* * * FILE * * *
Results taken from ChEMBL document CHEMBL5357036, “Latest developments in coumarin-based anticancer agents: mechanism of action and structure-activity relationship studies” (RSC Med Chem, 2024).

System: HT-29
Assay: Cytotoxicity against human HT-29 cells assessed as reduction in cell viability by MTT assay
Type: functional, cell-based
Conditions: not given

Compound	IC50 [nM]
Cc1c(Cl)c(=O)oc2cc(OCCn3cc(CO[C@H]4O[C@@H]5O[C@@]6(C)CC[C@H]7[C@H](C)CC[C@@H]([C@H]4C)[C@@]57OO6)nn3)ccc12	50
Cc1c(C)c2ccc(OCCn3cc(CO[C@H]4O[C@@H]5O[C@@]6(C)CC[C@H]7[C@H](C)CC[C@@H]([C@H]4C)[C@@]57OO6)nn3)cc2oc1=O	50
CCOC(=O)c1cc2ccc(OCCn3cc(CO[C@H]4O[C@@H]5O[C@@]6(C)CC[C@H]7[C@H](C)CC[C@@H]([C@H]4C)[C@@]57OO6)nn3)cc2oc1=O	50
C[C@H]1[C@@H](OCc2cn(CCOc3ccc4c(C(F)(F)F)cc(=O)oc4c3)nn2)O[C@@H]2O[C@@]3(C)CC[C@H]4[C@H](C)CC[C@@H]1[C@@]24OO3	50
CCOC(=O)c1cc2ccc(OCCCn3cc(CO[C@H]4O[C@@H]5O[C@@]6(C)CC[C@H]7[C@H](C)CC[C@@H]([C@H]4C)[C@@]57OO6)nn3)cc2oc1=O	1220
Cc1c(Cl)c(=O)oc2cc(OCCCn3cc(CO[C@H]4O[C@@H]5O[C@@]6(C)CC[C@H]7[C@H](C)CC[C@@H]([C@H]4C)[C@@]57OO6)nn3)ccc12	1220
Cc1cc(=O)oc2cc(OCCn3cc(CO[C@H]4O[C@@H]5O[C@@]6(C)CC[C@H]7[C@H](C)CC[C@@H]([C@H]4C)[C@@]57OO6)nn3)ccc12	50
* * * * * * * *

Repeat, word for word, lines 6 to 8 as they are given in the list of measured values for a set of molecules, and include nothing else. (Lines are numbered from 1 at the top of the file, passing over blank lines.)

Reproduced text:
Compound	IC50 [nM]
Cc1c(Cl)c(=O)oc2cc(OCCn3cc(CO[C@H]4O[C@@H]5O[C@@]6(C)CC[C@H]7[C@H](C)CC[C@@H]([C@H]4C)[C@@]57OO6)nn3)ccc12	50
Cc1c(C)c2ccc(OCCn3cc(CO[C@H]4O[C@@H]5O[C@@]6(C)CC[C@H]7[C@H](C)CC[C@@H]([C@H]4C)[C@@]57OO6)nn3)cc2oc1=O	50